7.0 deg geostationary transfer orbit. Syracuse 3A is a Spacebus 3000B3
communications satellite built by Alenia Alcatel for the French
military procurement agency DGA. The smaller Galaxy 15 was built for
the US company Panamsat by Orbital Sciences using the Star 2 platform,
and will provide services over the US. Both satellites have now reached
Many thanks to Arianespace for their hospitality on my recent visit to
The Russian Kometa mapping satellite Kosmos-2415 completed its standard
44-day mission with a landing at 2144 UTC on Oct 15, according to
analyst Phillip Clark. (A landing 24 hours later is not entirely ruled
out by the data I have, and Space Command reported an Oct 16 landing).
Russia's Polyot company launched a group of small satellites on a
Kosmos-3M rocket from Plesetsk on Oct 27.
The launch includes the first Iranian satellite, Sinah-1 (or Sina-1).
This satellite is a 160 kg experimental payload built by Russia's
Polyot, based in Omsk, and carries a remote sensing (some reports
implausibly allege `spy satellite') payload. The satellite is 0.8 x 1.3
x 1.6m in size.
Earlier reports were confused: another Iranian satellite, a 100-kg class
satellite called Mesbah built by Italy's Carlo Gavazzi Space and based
on the MITA satellite bus was also meant to be aboard, but has
reportedly been delayed. Based on photos of the satellite cluster in
final assembly, Sinah-1 uses a very similar design to MITA, covered by a
prism-shaped cluster of solar-panels. Since Carlo Gavazzi Space and its
partner OHB System of Bremen have been collaborating with Polyot on
launch vehicle engineering, I'm guessing that there is also a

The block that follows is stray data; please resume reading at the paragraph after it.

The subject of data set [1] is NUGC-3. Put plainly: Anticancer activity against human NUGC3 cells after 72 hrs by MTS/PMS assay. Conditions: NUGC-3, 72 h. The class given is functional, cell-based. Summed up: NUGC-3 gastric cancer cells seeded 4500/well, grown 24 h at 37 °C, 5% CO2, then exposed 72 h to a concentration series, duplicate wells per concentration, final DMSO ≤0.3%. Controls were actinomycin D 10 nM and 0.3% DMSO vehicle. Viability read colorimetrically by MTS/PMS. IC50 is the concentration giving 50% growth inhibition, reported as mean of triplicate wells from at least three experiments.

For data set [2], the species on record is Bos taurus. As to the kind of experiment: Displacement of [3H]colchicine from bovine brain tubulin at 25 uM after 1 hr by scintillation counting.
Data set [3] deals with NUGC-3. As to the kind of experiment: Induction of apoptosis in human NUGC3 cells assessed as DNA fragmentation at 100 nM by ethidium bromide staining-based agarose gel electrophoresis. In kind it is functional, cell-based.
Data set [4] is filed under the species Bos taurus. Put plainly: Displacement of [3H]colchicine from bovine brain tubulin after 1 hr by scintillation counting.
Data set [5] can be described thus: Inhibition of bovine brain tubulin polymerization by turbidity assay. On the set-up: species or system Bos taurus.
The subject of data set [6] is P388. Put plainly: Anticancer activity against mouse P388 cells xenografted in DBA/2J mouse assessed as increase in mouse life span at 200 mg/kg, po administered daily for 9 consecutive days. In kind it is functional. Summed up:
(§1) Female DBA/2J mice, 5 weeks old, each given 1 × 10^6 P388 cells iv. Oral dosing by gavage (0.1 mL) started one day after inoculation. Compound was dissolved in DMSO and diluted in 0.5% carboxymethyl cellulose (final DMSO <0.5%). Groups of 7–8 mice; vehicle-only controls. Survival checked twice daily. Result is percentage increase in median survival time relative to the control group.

collaboration of some sort on satellite buses and that explains the
similarity between the Italian MITA and the Russian-built Sinah-1. I'm
still a bit confused though, and any clarification is welcomed.
The other payloads are:
Topsat, built by Surrey Satellite, an imaging satellite for UK
Beijing-1 (China-DMC), built by Surrey Satellite, part of the Disaster
Monitoring Constellation and to be operated by Tsinghua University for
a Chinese company, Beijing Landview Mapping Information Technology Ltd.
It carries a 31-cm mapping telescope with a resolution of 4 meters.
SSETI-Express, a student-built satellite sponsored by the European Space
Agency. Shortly after 0830 UTC it ejected three small 1 kg Cubesats:
UWE-1 for the University
of Wurzburg, NCube-2 for Norway, and XI-V for the University of Tokyo.
(NCube-2 has not been heard from and its separation has not been
SSETI Express lost power by 2020 UTC on the day of launch.
Mozhaets-5, an experimental satellite built partly by students at the
Mozhaiskiy military academy and carrying a laser communications
experiment. Mozhaets-5 failed to separate from the rocket final stage
and controllers haven't established communications with it.
Rubin-5 is a technology/communications payload using the ORBCOMM system;
remains intentionally attached to the rocket final stage (in fact,
it's part of the adapter used to deploy the other satellites). It
the AATiS SAFIR-S amateur transponder and the ESA ASOLANT solar-powered
GPS antenna experiment.
Table of Recent Launches
Date UT Name Launch Vehicle Site Mission
Sep 2 0950 Kosmos-2415 Soyuz-U Baykonur LC31
Sep 8 1308 Progress M-54 Soyuz-U Baykonur LC1
Sep 8 2153 Anik F1R Proton-M/Briz-M Baykonur LC200/39
Sep 23 0224 STP-R1 Minotaur Vandenberg SLC8
Sep 26 0337 Navstar GPS 57 Delta 7925 Canaveral SLC17A
Oct 1 0355 Soyuz TMA-7 Soyuz-FG Baykonur LC1
Oct 8 1502 Cryosat Rokot Plesetsk LC133
Oct 12 0100 Shenzhou 6 CZ-2F Jiuquan
Oct 13 2232 Syracuse 3A ) Ariane 5GS Kourou ELA3
Galaxy 15 )
Oct 19 1805 USA 186 Titan 4B Vandenberg SLC4E
Oct 27 0652 Topsat ) Kosmos-3M Plesetsk LC132/1
SSETI Express )
Cubesat XI-V )
| Jonathan McDowell | phone : (617) 495-7176 |